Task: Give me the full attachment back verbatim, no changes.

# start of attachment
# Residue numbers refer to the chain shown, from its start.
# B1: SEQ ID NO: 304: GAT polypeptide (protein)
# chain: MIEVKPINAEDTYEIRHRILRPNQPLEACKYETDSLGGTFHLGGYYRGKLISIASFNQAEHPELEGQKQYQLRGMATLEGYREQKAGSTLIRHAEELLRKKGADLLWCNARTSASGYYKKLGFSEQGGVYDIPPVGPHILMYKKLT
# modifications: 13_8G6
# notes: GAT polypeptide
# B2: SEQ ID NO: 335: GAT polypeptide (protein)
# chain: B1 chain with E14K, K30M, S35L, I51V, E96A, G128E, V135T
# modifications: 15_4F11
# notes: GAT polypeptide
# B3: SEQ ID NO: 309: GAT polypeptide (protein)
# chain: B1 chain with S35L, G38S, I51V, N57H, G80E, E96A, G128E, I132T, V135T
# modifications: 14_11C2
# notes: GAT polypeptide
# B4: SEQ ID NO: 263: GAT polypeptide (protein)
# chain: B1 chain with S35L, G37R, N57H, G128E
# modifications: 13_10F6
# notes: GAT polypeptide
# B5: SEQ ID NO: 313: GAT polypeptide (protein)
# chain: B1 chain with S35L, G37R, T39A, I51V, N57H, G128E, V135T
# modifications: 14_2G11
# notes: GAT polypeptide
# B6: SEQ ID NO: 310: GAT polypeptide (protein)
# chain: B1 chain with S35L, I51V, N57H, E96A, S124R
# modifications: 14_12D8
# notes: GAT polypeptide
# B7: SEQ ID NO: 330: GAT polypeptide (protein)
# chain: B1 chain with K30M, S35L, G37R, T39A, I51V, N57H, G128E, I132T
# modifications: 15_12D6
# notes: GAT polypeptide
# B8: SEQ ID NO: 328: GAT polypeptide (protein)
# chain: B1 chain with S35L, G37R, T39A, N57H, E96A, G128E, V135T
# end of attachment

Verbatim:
# Residue numbers refer to the chain shown, from its start.
# B1: SEQ ID NO: 304: GAT polypeptide (protein)
# chain: MIEVKPINAEDTYEIRHRILRPNQPLEACKYETDSLGGTFHLGGYYRGKLISIASFNQAEHPELEGQKQYQLRGMATLEGYREQKAGSTLIRHAEELLRKKGADLLWCNARTSASGYYKKLGFSEQGGVYDIPPVGPHILMYKKLT
# modifications: 13_8G6
# notes: GAT polypeptide
# B2: SEQ ID NO: 335: GAT polypeptide (protein)
# chain: B1 chain with E14K, K30M, S35L, I51V, E96A, G128E, V135T
# modifications: 15_4F11
# notes: GAT polypeptide
# B3: SEQ ID NO: 309: GAT polypeptide (protein)
# chain: B1 chain with S35L, G38S, I51V, N57H, G80E, E96A, G128E, I132T, V135T
# modifications: 14_11C2
# notes: GAT polypeptide
# B4: SEQ ID NO: 263: GAT polypeptide (protein)
# chain: B1 chain with S35L, G37R, N57H, G128E
# modifications: 13_10F6
# notes: GAT polypeptide
# B5: SEQ ID NO: 313: GAT polypeptide (protein)
# chain: B1 chain with S35L, G37R, T39A, I51V, N57H, G128E, V135T
# modifications: 14_2G11
# notes: GAT polypeptide
# B6: SEQ ID NO: 310: GAT polypeptide (protein)
# chain: B1 chain with S35L, I51V, N57H, E96A, S124R
# modifications: 14_12D8
# notes: GAT polypeptide
# B7: SEQ ID NO: 330: GAT polypeptide (protein)
# chain: B1 chain with K30M, S35L, G37R, T39A, I51V, N57H, G128E, I132T
# modifications: 15_12D6
# notes: GAT polypeptide
# B8: SEQ ID NO: 328: GAT polypeptide (protein)
# chain: B1 chain with S35L, G37R, T39A, N57H, E96A, G128E, V135T